Double Your Driving Safety by Cutting Your Annual Mileage in Half

The more the miles, the more the risk.
The more the miles, the more the risk.

One of the points I try to drive home on this blog is that there are really only two ways to make driving safer for yourself and your loved ones: the first is to drive safer vehicles, and the second is to drive with safer techniques. I recently focused on some of those safer techniques here, and estimated that following them 100% of the time could cut your risk of being involved in a fatal crash by half, based on the fact that roughly 50% of auto fatalities don’t involve crashes with other vehicles, but traumas like rollovers, hitting embankments or trees, or simply leaving the roadway.

However, there is an even more basic way to make driving twice as safe, reducing your risk of being involved in a fatal crash by 50%. And unlike the previous set of tips, which were mainly focused on driving more defensively to reduce your risks of a single vehicle crash, this tip reduces both your risks of single- and multi-vehicle crash involvement. What is it?

You’re half as likely to be involved in a fatal crash if you can reduce your annual mileage by 50%.

This might sound like a tip so obvious that it doesn’t merit mention, but with the stakes as high as they are (driving is literally a matter of life and death for the approximately 90 people who die every single day of the year on our roads in the US), it’s worth considering and trying to implement. To put it simply, the less you drive, the less likely you are to be involved in fatal crashes with other vehicles or with your vehicle in isolation. This holds true no matter how safe of a vehicle you’re already driving. It holds true no matter how good (i.e., safe) of a driver you already are. It holds true no matter how many miles you already are (or aren’t) driving. It holds true no matter which state or country you’re driving in. It’s pretty fool proof.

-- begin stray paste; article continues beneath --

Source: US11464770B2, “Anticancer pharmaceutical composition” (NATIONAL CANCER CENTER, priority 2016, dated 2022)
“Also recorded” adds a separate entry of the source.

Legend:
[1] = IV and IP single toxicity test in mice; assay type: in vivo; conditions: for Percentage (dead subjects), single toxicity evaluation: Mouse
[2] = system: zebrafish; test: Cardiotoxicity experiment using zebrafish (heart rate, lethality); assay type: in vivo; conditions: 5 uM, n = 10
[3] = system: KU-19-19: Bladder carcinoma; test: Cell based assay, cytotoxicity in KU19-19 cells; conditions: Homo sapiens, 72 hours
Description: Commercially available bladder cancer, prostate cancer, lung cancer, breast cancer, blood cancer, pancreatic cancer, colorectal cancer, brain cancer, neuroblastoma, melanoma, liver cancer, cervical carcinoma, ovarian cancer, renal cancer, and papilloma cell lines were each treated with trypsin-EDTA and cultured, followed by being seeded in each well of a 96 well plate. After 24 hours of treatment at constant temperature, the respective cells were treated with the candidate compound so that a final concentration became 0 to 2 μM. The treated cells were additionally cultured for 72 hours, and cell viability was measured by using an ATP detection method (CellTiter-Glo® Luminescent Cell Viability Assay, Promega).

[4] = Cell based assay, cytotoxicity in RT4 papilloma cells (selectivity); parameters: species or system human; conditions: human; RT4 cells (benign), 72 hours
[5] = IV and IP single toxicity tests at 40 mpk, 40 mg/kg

If only it were that easy! I have to drive for work / family / daily life reasons!

I’m not saying we should all go and sell our cars now, or at least park them and throw away the keys. I understand the realities of life; we have jobs and families and daily chores and expectations to meet. The kids have school and soccer practice and band and all kinds of things (although hopefully not too many things). Life is busy. But at the same time, every mile counts, and they can either count for us or against us. It’s worth taking a look at what “normal” mileage is in the US, and comparing it to your personal figures to see if you can’t reduce it a little.

How many miles does the average American drive, and does it vary by age or gender?

screenshot-average-annual-miles-per-driver-by-age-groupThese are great questions. Per the Federal Highway Administration, which tracks annual mileage across age and gender lines, male drivers drive more than female drivers at every stage of life, while the most mileage-heavy stages of life for men and women respectively are at 35-54 (18.858 miles) and 20-34 (12,004 miles). Overall, men average approximately 16,500 annual miles while women average approximately 10,142 miles. The national average across all ages and genders is around 13,500 miles per year. What does this mean for you?

Well, perhaps you’re between 20 and 54, as are the majority of (though certainly not all) readers of this blog. If you’re a man in this age range, you’re probably driving between 18,000 and 19,000 miles per year. That’s an astonishing 51 miles a day. If you can cut your miles in half, you’ve just cut your risk of dying in a car crash in half. If you’re a woman in this age range, you’re probably driving between 11,500 and 12,000 miles a year, or just over 32 miles a day. This is far better than what most men in these age ranges are driving, but if you can cut this in half, again, you’ve just reduced your risk of death by 50% without buying a safer vehicle or changing anything about the way you drive (although I heartily recommend making such changes too!).

Are annual miles why women are less likely to be involved in fatal crashes than men across all stages of life?

I’ve written before about how women are safer drivers than men at all stages of life. On the surface, when combining that information with the chart above, it might be easy to presume that women die less in crashes simply because they drive less. While that is true in absolute numbers, the truth is that women also have a lower rate of involvement in fatal crashes per mile traveled. In other words, if a man and a woman drive 10,000 miles per year, the woman will still be less likely to be involved in a fatal crash. This is because female drivers are more likely to make use of the safe driving techniques I’ve written about earlier, or at least less likely to make use of unsafe driving techniques. It all adds up, for better or for worse.

If you can combine the ethos of driving safely with that of driving as little as possible, you eventually get to a point where your odds of dying in a car crash drop to effectively zero. On the way there, you’ll be much safer than almost every other driver on the road, and that much more likely to keep your family safe and make it back to your loved ones every day. These are things worth striving for.

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